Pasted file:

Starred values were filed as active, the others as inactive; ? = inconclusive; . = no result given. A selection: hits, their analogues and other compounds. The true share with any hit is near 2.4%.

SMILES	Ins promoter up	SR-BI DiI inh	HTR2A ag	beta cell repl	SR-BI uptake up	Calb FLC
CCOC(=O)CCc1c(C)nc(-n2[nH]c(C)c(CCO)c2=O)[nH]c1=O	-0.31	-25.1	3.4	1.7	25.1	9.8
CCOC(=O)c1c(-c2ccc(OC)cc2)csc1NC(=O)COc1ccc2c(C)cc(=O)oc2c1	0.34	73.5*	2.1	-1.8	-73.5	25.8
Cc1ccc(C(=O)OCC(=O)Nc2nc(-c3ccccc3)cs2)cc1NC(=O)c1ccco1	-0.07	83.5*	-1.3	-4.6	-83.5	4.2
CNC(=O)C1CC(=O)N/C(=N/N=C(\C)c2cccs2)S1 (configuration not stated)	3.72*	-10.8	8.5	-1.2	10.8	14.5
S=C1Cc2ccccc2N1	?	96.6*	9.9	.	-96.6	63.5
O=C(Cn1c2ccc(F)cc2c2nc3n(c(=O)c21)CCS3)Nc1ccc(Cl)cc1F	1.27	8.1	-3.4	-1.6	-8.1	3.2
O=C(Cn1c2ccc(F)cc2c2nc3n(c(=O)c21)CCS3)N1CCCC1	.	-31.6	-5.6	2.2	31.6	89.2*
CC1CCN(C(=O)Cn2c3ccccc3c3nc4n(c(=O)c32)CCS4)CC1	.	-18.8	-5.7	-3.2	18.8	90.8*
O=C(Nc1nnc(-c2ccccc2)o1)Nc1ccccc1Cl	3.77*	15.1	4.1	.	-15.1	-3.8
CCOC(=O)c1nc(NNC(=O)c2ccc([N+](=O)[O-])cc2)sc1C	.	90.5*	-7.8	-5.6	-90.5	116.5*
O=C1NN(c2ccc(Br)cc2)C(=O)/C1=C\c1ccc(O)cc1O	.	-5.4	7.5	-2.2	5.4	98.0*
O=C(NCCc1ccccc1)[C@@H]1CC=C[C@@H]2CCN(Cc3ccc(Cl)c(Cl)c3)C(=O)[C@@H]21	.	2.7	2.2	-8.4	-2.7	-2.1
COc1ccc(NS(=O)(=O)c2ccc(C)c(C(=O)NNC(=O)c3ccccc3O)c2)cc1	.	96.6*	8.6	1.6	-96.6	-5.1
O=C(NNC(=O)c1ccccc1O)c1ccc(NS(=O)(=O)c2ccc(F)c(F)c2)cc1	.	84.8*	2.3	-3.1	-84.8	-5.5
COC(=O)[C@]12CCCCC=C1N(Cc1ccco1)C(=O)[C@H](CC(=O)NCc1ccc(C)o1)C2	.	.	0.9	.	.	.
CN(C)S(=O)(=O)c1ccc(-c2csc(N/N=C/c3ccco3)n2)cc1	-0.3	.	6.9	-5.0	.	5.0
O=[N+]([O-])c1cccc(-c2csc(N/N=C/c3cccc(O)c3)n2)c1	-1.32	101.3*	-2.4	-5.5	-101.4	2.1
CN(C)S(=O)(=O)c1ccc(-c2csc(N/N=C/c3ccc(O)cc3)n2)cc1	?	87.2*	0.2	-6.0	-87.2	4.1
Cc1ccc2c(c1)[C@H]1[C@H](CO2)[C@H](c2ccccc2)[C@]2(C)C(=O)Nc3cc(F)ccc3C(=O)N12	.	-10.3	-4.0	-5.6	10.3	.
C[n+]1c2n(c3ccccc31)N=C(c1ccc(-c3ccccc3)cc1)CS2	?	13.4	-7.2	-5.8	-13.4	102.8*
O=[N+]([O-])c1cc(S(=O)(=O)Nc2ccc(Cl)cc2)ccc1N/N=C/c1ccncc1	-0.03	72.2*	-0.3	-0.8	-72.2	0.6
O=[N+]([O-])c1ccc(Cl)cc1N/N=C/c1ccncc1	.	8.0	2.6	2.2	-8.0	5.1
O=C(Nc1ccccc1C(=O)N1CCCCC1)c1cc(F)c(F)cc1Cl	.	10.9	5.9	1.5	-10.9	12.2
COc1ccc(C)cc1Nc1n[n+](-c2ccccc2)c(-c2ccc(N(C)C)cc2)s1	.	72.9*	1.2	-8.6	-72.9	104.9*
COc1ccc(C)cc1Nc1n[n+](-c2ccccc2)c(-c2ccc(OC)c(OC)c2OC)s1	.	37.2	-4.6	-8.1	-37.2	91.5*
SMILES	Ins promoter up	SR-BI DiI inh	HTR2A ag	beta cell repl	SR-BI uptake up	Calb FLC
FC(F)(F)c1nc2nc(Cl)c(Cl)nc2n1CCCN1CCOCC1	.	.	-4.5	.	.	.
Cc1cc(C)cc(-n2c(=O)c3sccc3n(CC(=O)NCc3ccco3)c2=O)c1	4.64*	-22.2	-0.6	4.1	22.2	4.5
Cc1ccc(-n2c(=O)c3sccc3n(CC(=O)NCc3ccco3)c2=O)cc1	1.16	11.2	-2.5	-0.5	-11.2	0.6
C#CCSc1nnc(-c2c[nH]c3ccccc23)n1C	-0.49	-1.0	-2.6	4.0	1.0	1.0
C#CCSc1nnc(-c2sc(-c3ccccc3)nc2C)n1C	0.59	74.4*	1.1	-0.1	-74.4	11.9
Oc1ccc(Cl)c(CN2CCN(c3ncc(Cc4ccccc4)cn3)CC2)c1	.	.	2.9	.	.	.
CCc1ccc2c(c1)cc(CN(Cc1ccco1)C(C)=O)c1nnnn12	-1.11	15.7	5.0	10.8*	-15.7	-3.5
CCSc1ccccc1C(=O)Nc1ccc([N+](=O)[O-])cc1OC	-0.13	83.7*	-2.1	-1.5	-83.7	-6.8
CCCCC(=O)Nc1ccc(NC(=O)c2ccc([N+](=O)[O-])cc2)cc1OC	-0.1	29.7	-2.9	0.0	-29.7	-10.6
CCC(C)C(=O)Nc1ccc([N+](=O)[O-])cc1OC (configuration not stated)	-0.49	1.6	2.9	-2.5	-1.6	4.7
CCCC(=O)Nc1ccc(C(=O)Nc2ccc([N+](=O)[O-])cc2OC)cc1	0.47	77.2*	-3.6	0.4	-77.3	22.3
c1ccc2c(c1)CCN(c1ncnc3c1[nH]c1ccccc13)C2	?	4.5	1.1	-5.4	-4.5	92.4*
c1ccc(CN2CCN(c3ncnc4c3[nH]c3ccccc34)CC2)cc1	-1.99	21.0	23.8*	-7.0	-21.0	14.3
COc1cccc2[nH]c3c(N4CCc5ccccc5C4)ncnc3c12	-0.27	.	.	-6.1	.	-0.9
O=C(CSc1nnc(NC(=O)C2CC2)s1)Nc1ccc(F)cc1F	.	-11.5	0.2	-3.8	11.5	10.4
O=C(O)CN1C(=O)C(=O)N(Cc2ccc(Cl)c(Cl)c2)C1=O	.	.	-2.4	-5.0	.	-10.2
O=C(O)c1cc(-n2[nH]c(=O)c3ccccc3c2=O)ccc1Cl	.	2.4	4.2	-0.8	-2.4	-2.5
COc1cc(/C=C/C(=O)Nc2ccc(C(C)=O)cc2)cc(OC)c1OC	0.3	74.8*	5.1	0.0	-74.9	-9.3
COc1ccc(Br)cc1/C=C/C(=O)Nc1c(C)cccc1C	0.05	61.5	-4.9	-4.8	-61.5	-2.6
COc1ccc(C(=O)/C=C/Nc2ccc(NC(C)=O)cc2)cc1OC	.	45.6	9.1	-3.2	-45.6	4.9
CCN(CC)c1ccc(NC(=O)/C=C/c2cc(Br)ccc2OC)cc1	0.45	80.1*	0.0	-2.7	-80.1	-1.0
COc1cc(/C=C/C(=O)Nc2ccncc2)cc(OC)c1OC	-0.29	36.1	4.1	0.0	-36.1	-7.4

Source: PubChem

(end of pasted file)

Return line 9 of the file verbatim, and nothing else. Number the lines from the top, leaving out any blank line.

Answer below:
O=C(Cn1c2ccc(F)cc2c2nc3n(c(=O)c21)CCS3)N1CCCC1	.	-31.6	-5.6	2.2	31.6	89.2*